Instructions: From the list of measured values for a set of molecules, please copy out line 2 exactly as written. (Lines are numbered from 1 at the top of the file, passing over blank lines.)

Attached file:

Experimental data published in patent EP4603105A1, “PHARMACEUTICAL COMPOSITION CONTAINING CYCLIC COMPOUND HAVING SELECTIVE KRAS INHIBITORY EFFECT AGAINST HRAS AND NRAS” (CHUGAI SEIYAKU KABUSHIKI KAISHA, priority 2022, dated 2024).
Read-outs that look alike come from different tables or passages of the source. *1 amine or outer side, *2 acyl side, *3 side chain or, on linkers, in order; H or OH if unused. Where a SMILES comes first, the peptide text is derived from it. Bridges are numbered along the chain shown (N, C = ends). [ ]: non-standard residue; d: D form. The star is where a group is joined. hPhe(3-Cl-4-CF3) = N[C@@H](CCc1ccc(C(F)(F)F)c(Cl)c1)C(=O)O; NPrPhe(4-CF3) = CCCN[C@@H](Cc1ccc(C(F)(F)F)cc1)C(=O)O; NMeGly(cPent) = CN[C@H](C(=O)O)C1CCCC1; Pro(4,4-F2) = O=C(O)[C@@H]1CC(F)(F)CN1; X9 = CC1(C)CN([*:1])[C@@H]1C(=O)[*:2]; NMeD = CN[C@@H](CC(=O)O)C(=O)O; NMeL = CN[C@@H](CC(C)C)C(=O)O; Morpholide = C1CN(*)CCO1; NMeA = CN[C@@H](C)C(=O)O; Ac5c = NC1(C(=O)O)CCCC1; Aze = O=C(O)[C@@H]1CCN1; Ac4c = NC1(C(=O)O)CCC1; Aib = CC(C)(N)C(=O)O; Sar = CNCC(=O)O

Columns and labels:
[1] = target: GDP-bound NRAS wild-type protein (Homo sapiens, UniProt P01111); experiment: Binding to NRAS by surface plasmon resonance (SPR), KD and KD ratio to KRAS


Read-outs that look alike come from different tables or passages of the source. *1 amine or outer side, *2 acyl side, *3 side chain or, on linkers, in order; H or OH if unused. Where a SMILES comes first, the peptide text is derived from it. Bridges are numbered along the chain shown (N, C = ends). [ ]: non-standard residue; d: D form. The star is where a group is joined. hPhe(3-Cl-4-CF3) = N[C@@H](CCc1ccc(C(F)(F)F)c(Cl)c1)C(=O)O; NPrPhe(4-CF3) = CCCN[C@@H](Cc1ccc(C(F)(F)F)cc1)C(=O)O; NMeGly(cPent) = CN[C@H](C(=O)O)C1CCCC1; Pro(4,4-F2) = O=C(O)[C@@H]1CC(F)(F)CN1; X9 = CC1(C)CN([*:1])[C@@H]1C(=O)[*:2]; NMeD = CN[C@@H](CC(=O)O)C(=O)O; NMeL = CN[C@@H](CC(C)C)C(=O)O; Morpholide = C1CN(*)CCO1; NMeA = CN[C@@H](C)C(=O)O; Ac5c = NC1(C(=O)O)CCCC1; Aze = O=C(O)[C@@H]1CCN1; Ac4c = NC1(C(=O)O)CCC1; Aib = CC(C)(N)C(=O)O; Sar = CNCC(=O)O